Asean 5 defy the downturn, ANZ study reveals
While much of the focus at this year’s Sibos has been on China, today’s ‘Asean day’ highlights the emergence of the countries of the Association of South East Asian Nations (Asean). Many had expected the region’s trade integration to falter during the global financial crisis amid falling export demand. However a new report from Australia’s ANZ bank said the region had “defied the detractors and proved a resilient base for a new cohort of international banks”.
The report, Shaping the Future of Asean Banking, said trade integration was well advanced and the path was set for financial integration.
The Australian bank said in its experience, there were three broad approaches a bank could take to the region, depending on its presence, client base and strategy.
Regional banks are defined as “local champion banks” with seven or more “points of presence” across Asean. Such banks have deep investment in the region and the capital permanency to weather intermittent political and social upheaval, creation and destruction of bubbles, a changing competitive landscape and tougher regulation across developing markets in the Asean region.
Network banks typically look to match their onshore presence in Asean countries to the major centres of their customers’ operations, therein providing end to end service across major trade corridors. Often these banks have a strong presence across some or all of the Asean 5 countries (Singapore, Malaysia, Philippines, Indonesia and Thailand), but use alliances or partnerships to support customers in other Asean members with lower volumes.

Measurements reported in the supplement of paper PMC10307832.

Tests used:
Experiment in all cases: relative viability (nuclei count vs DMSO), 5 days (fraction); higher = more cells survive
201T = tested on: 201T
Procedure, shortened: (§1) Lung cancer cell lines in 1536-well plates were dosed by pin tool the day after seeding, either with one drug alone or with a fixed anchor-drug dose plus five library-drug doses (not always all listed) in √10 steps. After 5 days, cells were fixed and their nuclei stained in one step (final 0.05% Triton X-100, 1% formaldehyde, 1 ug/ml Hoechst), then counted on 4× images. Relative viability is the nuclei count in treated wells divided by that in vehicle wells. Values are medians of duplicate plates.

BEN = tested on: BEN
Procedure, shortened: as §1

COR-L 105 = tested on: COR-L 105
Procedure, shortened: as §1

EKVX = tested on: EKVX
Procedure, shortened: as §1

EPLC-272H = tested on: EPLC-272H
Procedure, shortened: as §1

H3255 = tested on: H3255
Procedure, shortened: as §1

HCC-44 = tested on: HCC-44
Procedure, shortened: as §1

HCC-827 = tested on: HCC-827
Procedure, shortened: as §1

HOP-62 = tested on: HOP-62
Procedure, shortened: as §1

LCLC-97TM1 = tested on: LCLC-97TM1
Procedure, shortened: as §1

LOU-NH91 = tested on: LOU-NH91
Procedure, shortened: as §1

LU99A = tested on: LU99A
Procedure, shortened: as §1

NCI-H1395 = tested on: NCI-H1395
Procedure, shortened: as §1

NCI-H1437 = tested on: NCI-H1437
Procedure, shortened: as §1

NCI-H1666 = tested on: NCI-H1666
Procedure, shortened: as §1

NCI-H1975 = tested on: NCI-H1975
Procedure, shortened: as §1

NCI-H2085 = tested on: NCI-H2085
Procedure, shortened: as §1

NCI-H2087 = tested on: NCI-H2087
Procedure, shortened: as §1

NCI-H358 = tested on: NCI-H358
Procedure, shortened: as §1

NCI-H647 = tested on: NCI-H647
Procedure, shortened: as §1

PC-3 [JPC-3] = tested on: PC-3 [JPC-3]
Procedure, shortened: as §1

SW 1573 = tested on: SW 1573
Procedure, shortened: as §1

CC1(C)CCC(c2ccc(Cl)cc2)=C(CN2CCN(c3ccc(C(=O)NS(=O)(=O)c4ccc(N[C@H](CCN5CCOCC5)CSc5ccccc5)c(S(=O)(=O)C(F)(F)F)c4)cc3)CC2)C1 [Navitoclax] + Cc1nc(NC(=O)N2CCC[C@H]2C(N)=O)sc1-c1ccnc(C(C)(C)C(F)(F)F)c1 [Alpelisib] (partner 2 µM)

Finally, partnership banks are the largest grouping, focusing on strong domestic services to local companies in home markets, including cash management and foreign exchange. As their local corporate customers expand presence beyond domestic borders and into a larger number of countries in Asia, partnership banks need a network of banks that can support their customers’ increasingly complex off-shore requirements.
Each of the approaches would likely need to be adapted as Asean evolved, said the report.